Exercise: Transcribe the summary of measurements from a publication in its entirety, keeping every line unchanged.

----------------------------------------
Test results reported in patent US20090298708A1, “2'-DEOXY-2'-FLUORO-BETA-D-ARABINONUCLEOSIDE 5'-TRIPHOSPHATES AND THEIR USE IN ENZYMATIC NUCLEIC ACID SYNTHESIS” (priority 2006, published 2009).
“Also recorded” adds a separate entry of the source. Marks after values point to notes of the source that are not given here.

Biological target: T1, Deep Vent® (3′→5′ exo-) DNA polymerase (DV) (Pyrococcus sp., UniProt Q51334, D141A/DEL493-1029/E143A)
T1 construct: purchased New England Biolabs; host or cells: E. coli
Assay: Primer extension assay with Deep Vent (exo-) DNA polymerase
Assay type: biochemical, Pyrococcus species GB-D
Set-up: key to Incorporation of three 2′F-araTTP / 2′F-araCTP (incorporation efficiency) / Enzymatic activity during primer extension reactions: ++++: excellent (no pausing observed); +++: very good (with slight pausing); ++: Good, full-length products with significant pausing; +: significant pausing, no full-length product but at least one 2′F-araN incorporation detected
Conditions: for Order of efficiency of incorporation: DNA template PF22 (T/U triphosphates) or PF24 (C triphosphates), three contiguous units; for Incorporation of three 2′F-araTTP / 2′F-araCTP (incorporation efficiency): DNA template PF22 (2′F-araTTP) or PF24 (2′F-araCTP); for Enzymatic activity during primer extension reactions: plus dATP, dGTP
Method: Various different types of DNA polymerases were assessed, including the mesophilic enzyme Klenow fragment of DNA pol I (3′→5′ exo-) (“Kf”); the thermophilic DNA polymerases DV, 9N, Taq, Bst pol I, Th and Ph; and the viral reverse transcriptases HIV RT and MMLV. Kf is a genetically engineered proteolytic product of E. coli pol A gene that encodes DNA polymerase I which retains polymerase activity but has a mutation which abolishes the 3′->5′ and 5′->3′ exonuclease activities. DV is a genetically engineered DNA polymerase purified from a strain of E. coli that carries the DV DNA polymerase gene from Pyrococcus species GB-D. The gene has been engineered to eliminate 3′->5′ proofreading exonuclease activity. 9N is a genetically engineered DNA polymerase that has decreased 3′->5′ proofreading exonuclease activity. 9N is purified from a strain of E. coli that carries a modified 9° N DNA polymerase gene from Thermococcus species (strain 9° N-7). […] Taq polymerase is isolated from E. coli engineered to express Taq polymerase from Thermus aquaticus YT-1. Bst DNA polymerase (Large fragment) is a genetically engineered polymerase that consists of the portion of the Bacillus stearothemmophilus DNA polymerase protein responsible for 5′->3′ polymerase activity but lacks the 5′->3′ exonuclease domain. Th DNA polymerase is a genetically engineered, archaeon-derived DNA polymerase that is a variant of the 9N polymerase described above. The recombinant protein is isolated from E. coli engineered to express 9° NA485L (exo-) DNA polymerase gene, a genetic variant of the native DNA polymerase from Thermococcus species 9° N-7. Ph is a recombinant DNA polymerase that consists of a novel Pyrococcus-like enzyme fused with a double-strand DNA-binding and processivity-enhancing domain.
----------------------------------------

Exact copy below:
Test results reported in patent US20090298708A1, “2'-DEOXY-2'-FLUORO-BETA-D-ARABINONUCLEOSIDE 5'-TRIPHOSPHATES AND THEIR USE IN ENZYMATIC NUCLEIC ACID SYNTHESIS” (priority 2006, published 2009).
“Also recorded” adds a separate entry of the source. Marks after values point to notes of the source that are not given here.

Biological target: T1, Deep Vent® (3′→5′ exo-) DNA polymerase (DV) (Pyrococcus sp., UniProt Q51334, D141A/DEL493-1029/E143A)
T1 construct: purchased New England Biolabs; host or cells: E. coli
Assay: Primer extension assay with Deep Vent (exo-) DNA polymerase
Assay type: biochemical, Pyrococcus species GB-D
Set-up: key to Incorporation of three 2′F-araTTP / 2′F-araCTP (incorporation efficiency) / Enzymatic activity during primer extension reactions: ++++: excellent (no pausing observed); +++: very good (with slight pausing); ++: Good, full-length products with significant pausing; +: significant pausing, no full-length product but at least one 2′F-araN incorporation detected
Conditions: for Order of efficiency of incorporation: DNA template PF22 (T/U triphosphates) or PF24 (C triphosphates), three contiguous units; for Incorporation of three 2′F-araTTP / 2′F-araCTP (incorporation efficiency): DNA template PF22 (2′F-araTTP) or PF24 (2′F-araCTP); for Enzymatic activity during primer extension reactions: plus dATP, dGTP
Method: Various different types of DNA polymerases were assessed, including the mesophilic enzyme Klenow fragment of DNA pol I (3′→5′ exo-) (“Kf”); the thermophilic DNA polymerases DV, 9N, Taq, Bst pol I, Th and Ph; and the viral reverse transcriptases HIV RT and MMLV. Kf is a genetically engineered proteolytic product of E. coli pol A gene that encodes DNA polymerase I which retains polymerase activity but has a mutation which abolishes the 3′->5′ and 5′->3′ exonuclease activities. DV is a genetically engineered DNA polymerase purified from a strain of E. coli that carries the DV DNA polymerase gene from Pyrococcus species GB-D. The gene has been engineered to eliminate 3′->5′ proofreading exonuclease activity. 9N is a genetically engineered DNA polymerase that has decreased 3′->5′ proofreading exonuclease activity. 9N is purified from a strain of E. coli that carries a modified 9° N DNA polymerase gene from Thermococcus species (strain 9° N-7). […] Taq polymerase is isolated from E. coli engineered to express Taq polymerase from Thermus aquaticus YT-1. Bst DNA polymerase (Large fragment) is a genetically engineered polymerase that consists of the portion of the Bacillus stearothemmophilus DNA polymerase protein responsible for 5′->3′ polymerase activity but lacks the 5′->3′ exonuclease domain. Th DNA polymerase is a genetically engineered, archaeon-derived DNA polymerase that is a variant of the 9N polymerase described above. The recombinant protein is isolated from E. coli engineered to express 9° NA485L (exo-) DNA polymerase gene, a genetic variant of the native DNA polymerase from Thermococcus species 9° N-7. Ph is a recombinant DNA polymerase that consists of a novel Pyrococcus-like enzyme fused with a double-strand DNA-binding and processivity-enhancing domain.